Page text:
HELP IS AVAILABLE: Workplaces can play a vital role in reaching out to victims of domestic violence.
HELP IS AVAILABLE: Workplaces can play a vital role in reaching out to victims of domestic violence. Claudia Baxter

Domestic Violence: spotting the signs in the workplace

HAVE you noticed a colleague or co-worker who is skipping days at work, never having any money or being constantly harassed by their partner during the day?

If so, the reason could be more dangerous than you realise.

Centacare, one of the domestic violence counselling service of south-west Queensland, has called for workplaces to become friendly environments to allow victims of DV feel safer.

CSFSS co-ordinator Shelley Bradford said the cost of DV on the economy was greater than people might think.

“Domestic violence costs the Australian economy $13.6 billion this year, either directly or indirectly,” she said.

“It impacts on the health care, legal system as well as work and productivity.

“It no longer can remain behind closed doors.”

Ms Bradford said the signs to look out for can be varied and at times seem insignificant.

“We have an opportunity to support women who are impacted by domestic violence in the workplace,” she said.

“We need to be aware of the signs to look out for.

“Things like your co-worker being contacted by their partner and her reactions to those calls. Does she look and sound stressed?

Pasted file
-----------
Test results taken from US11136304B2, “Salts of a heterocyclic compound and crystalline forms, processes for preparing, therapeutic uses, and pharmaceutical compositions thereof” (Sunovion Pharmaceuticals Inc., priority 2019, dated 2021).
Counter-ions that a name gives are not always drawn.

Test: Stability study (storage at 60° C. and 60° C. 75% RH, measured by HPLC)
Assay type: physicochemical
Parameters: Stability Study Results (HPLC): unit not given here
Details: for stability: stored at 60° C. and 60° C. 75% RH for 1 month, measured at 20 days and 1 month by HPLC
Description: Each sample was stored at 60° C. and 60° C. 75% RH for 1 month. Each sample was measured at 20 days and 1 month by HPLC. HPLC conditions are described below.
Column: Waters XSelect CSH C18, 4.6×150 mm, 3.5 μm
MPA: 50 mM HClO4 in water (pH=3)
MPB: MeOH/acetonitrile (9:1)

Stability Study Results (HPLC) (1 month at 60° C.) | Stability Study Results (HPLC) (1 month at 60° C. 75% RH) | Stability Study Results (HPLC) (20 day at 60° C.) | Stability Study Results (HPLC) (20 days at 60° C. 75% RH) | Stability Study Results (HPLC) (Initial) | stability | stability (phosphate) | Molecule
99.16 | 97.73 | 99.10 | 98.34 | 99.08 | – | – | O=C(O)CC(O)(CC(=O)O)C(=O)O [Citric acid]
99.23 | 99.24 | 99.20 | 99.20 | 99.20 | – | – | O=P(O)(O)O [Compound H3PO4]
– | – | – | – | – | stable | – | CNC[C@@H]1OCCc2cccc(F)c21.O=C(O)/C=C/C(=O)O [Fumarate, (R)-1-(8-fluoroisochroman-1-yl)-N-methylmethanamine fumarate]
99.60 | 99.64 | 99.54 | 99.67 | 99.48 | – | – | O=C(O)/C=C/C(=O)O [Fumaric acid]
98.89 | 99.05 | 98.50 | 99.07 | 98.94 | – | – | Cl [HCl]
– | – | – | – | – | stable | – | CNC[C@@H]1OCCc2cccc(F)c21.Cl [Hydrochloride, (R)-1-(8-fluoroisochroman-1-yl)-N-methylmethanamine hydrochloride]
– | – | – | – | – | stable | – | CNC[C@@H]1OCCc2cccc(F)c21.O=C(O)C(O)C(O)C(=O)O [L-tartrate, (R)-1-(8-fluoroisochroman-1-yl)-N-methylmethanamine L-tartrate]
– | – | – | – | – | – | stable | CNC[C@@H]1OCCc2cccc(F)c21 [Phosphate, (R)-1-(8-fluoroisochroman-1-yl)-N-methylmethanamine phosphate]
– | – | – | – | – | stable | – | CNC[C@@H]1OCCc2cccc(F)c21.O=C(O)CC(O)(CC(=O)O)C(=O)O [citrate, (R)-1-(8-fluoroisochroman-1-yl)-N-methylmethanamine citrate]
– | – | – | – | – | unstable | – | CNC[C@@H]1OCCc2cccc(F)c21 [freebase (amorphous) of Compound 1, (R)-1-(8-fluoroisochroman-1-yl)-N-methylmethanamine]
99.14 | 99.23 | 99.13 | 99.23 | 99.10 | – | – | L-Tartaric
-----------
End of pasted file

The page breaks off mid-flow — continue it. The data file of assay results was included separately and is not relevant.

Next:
“Being dropped off and picked up every day might be that there’s only one car but it be that he wants to control who she sees and who she’s interacting with.

“Does she have money for coffee or does she take a lot of leave?”

Employers also had a large role to play to help victims of domestic violence.

She said the key responsibility of employers or managers focused on creating a safe and non-discriminatory work environment, particularly stamping out sexism or harassment in the workplace.

“If they [victims] believe they are supported, they are more likely to break free,” she said.

“We need to create a culture where it’s encouraged to stand up and say that something isn’t okay.

“Employees should be encouraged to speak up against, sexism, harassment and violence in the workplace.”

If you or someone you know is dealing with domestic violence in Roma, St George or Charleville, phone Centacare on 1300 477 433.

If you or someone you know is dealing with domestic violence in Dalby or Chinchilla, call Relationships Australia on 1300 364 277.

In an emergency, dial 000.


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